DeGlehn_canvas

Additional Views

Wilfred-Gabriel De Glehn Type: Oil on canvas
Dimensions: 22 x 28 inches
Frame Dimensions: 31 ¼ x 37 inches framed
Signature: signed lower right
Garden View

About the artist

Wilfred de Glehn (1870-1951) was born Wilfred Gabriel von Glehn in Sydenham, England, a suburb of South London. He began his education at Brighton College and continued his studies at the Royal College of Art in South Kensington. His mother was French and allowed him to stay with relatives in France where he completed his formal arts education at the Ecole Nationale des Beaux-Arts in Paris. His father, Alexander von Glehn, was a coffee importer and also helped build the narrow-gauge railways in France.

While a student at the Ecole des Beaux-Arts in Paris in 1895, Wilfred met John Singer Sargent. The two were introduced through mutual friend, Edwin Austin Abbey. Abbey hired de Glehn to assist Sargent with the Boston Public Library mural, Frieze of the Prophets. They developed a long lasting friendship sharing fundamental, cosmopolitan views.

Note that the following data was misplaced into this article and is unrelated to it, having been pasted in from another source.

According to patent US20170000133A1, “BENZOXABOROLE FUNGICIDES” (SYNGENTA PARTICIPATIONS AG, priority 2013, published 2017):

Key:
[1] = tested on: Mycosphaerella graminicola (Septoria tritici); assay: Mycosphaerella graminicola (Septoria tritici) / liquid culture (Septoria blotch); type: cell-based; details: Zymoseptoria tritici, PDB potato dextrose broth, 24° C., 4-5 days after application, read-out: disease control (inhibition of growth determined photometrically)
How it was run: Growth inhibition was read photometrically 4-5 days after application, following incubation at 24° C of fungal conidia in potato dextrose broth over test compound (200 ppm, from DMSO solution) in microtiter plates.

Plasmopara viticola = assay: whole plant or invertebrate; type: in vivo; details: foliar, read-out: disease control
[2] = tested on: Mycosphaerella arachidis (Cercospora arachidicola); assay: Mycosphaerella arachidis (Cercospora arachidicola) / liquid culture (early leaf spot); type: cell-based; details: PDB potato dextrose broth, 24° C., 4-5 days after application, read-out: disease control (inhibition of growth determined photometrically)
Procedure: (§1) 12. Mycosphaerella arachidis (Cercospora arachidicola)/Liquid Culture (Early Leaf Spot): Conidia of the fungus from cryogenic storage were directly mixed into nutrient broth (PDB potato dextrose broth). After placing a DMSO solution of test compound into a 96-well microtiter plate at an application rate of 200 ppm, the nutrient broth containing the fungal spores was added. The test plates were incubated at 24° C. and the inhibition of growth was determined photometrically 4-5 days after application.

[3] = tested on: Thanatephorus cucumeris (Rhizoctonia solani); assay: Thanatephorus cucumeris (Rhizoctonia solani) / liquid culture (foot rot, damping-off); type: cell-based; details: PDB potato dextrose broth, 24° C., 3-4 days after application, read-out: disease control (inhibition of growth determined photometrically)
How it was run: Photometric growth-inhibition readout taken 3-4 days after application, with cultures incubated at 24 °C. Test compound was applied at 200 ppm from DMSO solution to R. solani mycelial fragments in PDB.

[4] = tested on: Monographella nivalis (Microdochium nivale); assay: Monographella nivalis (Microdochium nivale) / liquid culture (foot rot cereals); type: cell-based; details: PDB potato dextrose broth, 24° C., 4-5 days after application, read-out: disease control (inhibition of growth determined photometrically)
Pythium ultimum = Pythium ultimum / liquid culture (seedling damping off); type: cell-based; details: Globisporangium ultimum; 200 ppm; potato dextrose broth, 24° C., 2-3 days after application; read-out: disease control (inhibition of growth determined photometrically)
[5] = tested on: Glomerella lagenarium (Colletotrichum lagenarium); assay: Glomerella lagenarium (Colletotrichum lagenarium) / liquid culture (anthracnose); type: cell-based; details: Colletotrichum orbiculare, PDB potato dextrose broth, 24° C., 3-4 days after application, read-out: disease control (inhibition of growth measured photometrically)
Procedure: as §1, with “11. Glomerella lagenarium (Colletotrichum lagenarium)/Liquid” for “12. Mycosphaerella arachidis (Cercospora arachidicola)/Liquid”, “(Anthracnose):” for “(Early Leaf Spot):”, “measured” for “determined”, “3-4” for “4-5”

In 1903, de Glehn traveled to the United States to aid in the installation of the Boston Library panels. While in the US he met Jane Emmet who later became his wife. Ms. Emmet came from a very distinguished family of artists. In 1896 she had traveled to Europe where she studied with American sculptor and painter, Frederick MacMonnies.

From 1904-1914 the de Glehns traveled extensively with Sargent throughout Venice, Florence Switzerland and Spain. However, soon after World War I began, their travels came to an end as they put their energies towards the Allied War efforts.

De Glehn was elected an Associate of the Royal Academy in 1923 and in 1932 he was made full Academician. During that time he practiced as a portrait painter, traveling to the United States annually for commissions.

In 1941 the de Glehns’ home and studios of nearly forty years at Cheyne Walk were destroyed by a parachute bomb, which hit the neighboring Old Church in Chelsea. Having spent many of the months since the war had been declared with Wilfred’s brother in Grantchester, near Cambridge, any plans to return home to London were now impossible. With so many of their old friends gone from the area too, including Sargent, the de Glehns moved permanently to their new home in Stratford Tony, not far from the house they had been renting at Wilton in Wiltshire.

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